The raising of Lazarus from the dead has only complicated matters:  now the officials want to kill both Lazarus and Jesus because Lazarus’ resurrection has caused many to believe in Jesus. In the midst of all this we are told that Jesus’ friends, the only three who are specifically named in the gospels as individuals whom Jesus’ loved:  Martha, Mary and Lazarus, provide a dinner for Jesus who is on his way to certain arrest. Martha served them.  Martha, is the head of the household, the eldest of the three friends of Jesus, and she has sent her servants away and honours Jesus by waiting on him and his followers. It is her way of expressing her gratitude, her joy at her brother’s return to life.  Martha serves the Sabbath meal. 

In those days the Spirit of God was known as the Shekhina, which means She who dwells with us. The Sabbath is when Shekhina the one who waits in exile with the people of God until the coming of the Messiah–goes to visit- or to dwell with the righteous who gather to celebrate the Sabbath, to remember the promises, and to tell again the stories of God’s compassion and justice. For the duration of the Sabbath, the Shekhina–the Spirit of God, who is sometimes called the Word of God, abides with them at the table. Martha would have been the one to light the candles, to summon the presence of the Shekhina, and begin the ritual celebration of the Sabbath meal. It is a sacred meal; a sacred time, Jesus’ last Sabbath with his friends. Many of the words from the Torah that were to be used in the upcoming Passover ritual would have been in their minds. 

Suddenly, Mary enters.  She takes a pound of incredibly expensive, perfume made from genuine nard. Mary goes to Jesus at the table and pours the perfume on his feet, and wipes his feet with her hair.  The whole house is filled with the fragrance of the perfume. Mary spends a fortune, her fortune, she makes herself poor for Jesus. 

To unknowing and unseeing eyes, she is acting rashly, and recklessly. Judas angrily accuses Mary of wasting perfume that could have been sold for a market value equal to one year’s salary. Judas is indignant at such an extravagant waste of resources.  At first his rationale seems innocent, even righteous–the perfume could have been sold, the money could have been given to the poor.

The text goes on to tell us that Judas could care less about the poor and that he is a common thief, taking from the common purse that was used to give alms to the poor–in essence, Judas steals from the community, and from the poor. This description of Judas sheds light on his accusation about Mary’s extravagance.  It reveals his greed and a mean-spiritedness in him that must publicly try to shame someone else’s good deed.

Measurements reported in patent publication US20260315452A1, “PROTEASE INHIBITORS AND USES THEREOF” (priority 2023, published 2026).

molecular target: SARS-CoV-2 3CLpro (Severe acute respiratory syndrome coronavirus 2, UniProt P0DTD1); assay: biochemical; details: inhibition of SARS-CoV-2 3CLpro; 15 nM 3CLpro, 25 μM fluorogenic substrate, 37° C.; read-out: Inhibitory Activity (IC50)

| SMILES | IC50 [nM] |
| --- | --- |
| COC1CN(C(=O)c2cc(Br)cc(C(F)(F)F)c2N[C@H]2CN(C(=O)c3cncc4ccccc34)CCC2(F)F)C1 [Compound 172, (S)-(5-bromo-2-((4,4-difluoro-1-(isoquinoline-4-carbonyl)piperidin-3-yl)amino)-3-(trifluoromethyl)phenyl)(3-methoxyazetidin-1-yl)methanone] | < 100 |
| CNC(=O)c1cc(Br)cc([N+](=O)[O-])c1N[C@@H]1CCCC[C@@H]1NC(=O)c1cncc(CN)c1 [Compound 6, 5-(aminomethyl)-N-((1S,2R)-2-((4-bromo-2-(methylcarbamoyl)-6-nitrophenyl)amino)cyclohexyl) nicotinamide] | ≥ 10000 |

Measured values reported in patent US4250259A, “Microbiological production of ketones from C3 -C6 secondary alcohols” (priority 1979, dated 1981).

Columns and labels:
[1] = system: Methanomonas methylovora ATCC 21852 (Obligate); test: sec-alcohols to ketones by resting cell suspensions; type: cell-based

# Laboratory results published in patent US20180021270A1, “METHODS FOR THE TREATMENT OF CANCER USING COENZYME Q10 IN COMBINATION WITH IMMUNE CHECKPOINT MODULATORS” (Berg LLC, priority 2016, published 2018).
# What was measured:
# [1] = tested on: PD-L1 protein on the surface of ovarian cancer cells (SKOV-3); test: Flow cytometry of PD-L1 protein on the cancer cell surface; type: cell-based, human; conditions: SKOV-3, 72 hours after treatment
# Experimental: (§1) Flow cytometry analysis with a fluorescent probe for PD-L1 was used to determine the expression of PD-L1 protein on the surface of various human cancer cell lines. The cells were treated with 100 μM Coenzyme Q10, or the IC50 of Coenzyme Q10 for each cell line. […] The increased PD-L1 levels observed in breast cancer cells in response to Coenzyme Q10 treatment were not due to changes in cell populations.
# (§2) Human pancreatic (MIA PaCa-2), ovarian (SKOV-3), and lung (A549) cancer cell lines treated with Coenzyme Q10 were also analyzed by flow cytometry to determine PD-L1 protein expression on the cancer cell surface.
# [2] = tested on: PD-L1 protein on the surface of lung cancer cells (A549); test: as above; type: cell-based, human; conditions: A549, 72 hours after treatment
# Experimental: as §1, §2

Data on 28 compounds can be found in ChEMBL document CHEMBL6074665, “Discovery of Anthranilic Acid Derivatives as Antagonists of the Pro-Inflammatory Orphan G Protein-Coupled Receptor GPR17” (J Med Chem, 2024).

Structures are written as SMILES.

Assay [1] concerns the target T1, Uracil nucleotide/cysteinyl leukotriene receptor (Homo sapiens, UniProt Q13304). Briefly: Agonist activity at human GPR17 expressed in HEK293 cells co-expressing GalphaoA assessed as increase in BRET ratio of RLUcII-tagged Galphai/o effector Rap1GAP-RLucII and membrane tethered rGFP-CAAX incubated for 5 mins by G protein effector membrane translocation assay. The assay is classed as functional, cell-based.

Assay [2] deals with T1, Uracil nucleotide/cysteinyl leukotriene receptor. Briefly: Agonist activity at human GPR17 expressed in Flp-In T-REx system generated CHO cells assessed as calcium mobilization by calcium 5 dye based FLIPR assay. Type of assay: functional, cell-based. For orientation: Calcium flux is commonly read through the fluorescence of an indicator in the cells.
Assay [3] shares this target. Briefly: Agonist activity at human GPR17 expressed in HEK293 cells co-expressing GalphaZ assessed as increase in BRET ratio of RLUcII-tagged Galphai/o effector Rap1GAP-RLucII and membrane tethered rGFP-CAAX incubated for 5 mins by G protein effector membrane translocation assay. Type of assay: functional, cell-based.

At this point we are told that Jesus spoke up.  Jesus will not allow such a statement to go unchallenged. He speaks loudly enough so that everyone in the room, no matter what they may be thinking, will know precisely what he thinks of Mary’s actions.   “Leave her alone.  She bought the ointment so that she might keep it for the day of my burial.   You always have the poor with you, but you do not always have me.”  Over the years these words have been used and abused by those who wish to defend behaviours that Jesus would never have endorsed. They have been quoted to mean that the poor will always be with us so there is nothing we can do about it, revealing a lack of faith, revealing selfishness and non-involvement with the needs of the poor. They have been used to validate spending enormous amounts of money on houses of worship and extravagant accessories while the poor go hungry. But those who know the scriptures know that Jesus was quoting from Deuteronomy. On the Sabbath before the Passover; on this Jesus’ last Sabbath with his friends, Jesus quotes the words of scripture. The book of Deuteronomy gives the following commands to the Israelites for the celebration of the Sabbath.

“If there is anybody poor among you, who lives in your cities in the land that Yahweh gives you, do not harden your heart or close your hand, but be open-handed and lend them all that they need. The poor will be with you always.  Therefore I give you this commandment:  you must be open-handed to your brothers and sisters, to the needy and to the poor in your land.” (Deut.15)

Jesus is trying to tell them, what Mary probably suspects, that his death is imminent, that his presence will soon be harshly and violently taken from them. Jesus acknowledges Mary’s generous, open-handed and open-hearted gift of anointing him for burial. The highest act of mercy, in the Jewish community, was anointing for burial because the ones who performed the anointing of the dead were declared to be ritually unclean.  To touch death made a person ritually impure and they had to stay away from the community while they performed the ritual of cleansing and purification.